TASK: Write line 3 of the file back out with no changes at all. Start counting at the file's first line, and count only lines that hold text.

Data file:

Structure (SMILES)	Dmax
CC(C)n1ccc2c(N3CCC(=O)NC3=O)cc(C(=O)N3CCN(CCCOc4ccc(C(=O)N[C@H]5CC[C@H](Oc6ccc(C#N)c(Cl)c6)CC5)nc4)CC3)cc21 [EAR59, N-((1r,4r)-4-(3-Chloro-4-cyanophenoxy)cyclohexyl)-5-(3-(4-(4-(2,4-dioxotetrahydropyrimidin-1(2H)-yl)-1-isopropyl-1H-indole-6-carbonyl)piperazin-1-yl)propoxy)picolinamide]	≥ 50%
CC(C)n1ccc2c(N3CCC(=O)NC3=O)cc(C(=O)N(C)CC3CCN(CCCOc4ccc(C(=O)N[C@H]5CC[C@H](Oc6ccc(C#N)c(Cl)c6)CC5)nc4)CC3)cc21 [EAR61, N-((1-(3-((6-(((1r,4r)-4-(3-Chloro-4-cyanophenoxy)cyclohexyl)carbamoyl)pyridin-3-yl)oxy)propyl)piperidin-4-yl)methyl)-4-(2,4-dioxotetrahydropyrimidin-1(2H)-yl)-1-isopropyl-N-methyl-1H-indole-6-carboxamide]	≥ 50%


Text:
CC(C)n1ccc2c(N3CCC(=O)NC3=O)cc(C(=O)N(C)CC3CCN(CCCOc4ccc(C(=O)N[C@H]5CC[C@H](Oc6ccc(C#N)c(Cl)c6)CC5)nc4)CC3)cc21 [EAR61, N-((1-(3-((6-(((1r,4r)-4-(3-Chloro-4-cyanophenoxy)cyclohexyl)carbamoyl)pyridin-3-yl)oxy)propyl)piperidin-4-yl)methyl)-4-(2,4-dioxotetrahydropyrimidin-1(2H)-yl)-1-isopropyl-N-methyl-1H-indole-6-carboxamide]	≥ 50%